It will take until 2017, but the Big Ten finally is getting things right with the Penn State and Maryland rivalry.
On Thursday, the league announced its conference scheduling for the 2016 and 2017 seasons, the first to feature nine-game league slates. And, finally, the Nittany Lions and Terps will play each other when they should — to end the regular season on Thanksgiving weekend.
The Big Ten could have made this happen as soon as next year, the first with Maryland and Rutgers in the league.
Instead, Penn State was matched in the regular-season finale with Michigan State, its season-ending opponent every year from 1993 through 2010. It was a familiar and maybe even comfortable choice — just not the right one.
That’s because there never was a true rivalry feel to that game, despite playing for the Land Grant Trophy (possibly the most aesthetically-awful trophy in college football).
So, when the Big Ten added Maryland and Rutgers and had a shot at a regional match-up that makes sense on a holiday weekend .¤.¤.
Officials simply went back to Penn State playing Michigan State in late November from 2014-16.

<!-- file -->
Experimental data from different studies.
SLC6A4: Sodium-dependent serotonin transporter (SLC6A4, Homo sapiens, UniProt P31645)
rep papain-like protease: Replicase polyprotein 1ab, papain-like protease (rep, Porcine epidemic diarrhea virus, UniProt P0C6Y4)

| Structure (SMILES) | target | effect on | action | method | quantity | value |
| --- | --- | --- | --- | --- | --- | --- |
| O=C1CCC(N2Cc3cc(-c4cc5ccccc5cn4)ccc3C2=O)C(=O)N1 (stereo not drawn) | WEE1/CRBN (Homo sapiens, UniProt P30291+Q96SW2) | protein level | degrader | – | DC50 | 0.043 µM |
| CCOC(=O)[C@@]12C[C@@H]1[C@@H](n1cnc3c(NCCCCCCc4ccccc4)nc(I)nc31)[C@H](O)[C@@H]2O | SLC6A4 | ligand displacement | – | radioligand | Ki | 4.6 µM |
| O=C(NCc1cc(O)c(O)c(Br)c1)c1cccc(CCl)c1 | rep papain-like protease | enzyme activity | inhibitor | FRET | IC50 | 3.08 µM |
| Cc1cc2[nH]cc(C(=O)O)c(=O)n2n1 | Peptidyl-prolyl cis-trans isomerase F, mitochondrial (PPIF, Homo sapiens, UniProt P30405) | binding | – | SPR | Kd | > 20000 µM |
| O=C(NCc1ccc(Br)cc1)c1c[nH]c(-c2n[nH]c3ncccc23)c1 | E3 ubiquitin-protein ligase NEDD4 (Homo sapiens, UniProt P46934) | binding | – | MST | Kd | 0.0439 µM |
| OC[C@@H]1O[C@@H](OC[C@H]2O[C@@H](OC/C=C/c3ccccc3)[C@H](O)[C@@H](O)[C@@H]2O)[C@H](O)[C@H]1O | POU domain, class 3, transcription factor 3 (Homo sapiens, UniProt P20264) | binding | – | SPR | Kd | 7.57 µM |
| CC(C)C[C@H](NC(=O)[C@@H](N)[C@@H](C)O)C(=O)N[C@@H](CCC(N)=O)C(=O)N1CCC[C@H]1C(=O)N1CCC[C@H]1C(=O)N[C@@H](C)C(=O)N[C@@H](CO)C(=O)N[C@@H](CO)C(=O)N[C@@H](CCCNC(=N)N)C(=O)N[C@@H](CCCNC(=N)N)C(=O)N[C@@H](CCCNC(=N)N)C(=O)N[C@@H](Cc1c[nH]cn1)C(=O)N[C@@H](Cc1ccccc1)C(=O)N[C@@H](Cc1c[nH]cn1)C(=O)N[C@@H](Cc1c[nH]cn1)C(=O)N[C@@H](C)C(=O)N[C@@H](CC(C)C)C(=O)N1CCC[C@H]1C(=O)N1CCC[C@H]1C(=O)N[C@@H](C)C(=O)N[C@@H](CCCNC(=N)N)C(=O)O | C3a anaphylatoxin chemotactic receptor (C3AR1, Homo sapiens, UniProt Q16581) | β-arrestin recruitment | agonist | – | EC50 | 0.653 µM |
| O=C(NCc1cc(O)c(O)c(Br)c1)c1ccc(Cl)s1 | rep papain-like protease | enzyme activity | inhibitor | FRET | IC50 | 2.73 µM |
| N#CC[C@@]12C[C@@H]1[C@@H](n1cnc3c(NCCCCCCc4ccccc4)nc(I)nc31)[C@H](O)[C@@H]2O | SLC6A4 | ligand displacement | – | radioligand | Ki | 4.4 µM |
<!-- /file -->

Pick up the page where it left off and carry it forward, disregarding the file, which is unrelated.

Fortunately, common sense wins out in 2017 when the Nittany Lions visit Maryland two days after Thanksgiving.
Think about it.
The two teams played each other every year for decades. And now they battle harder than ever for football recruits — especially with former Maryland high school coach and high-profile Lion assistant Larry Johnson leading the charge.
Just look at the current Penn State roster. There are 12 players from Maryland and Washington, D.C. — with eight from New Jersey and just three from Michigan. Out of 13 verbal commitments for its 2014 recruiting class, three are from Maryland with just one each from New Jersey and Michigan.
Plus, Pennsylvania and Maryland play each other every summer in the Big 33 high school football all-star game.
And York County native Randy Edsall is the head coach of the Terps, too.
But maybe the biggest reason for ending the regular season against one another is the fans. Though Thanksgiving weekend is tough for traveling, as long as Penn State and Maryland are playing each other, a large chunk of both fan bases can drive to the game and back in the same day, no matter where its played.
With familiarity, continued recruiting trends and some season-ending incentive, Penn State and Maryland can become one of the better rivalries in the league.
If the Big Ten just lets it happen.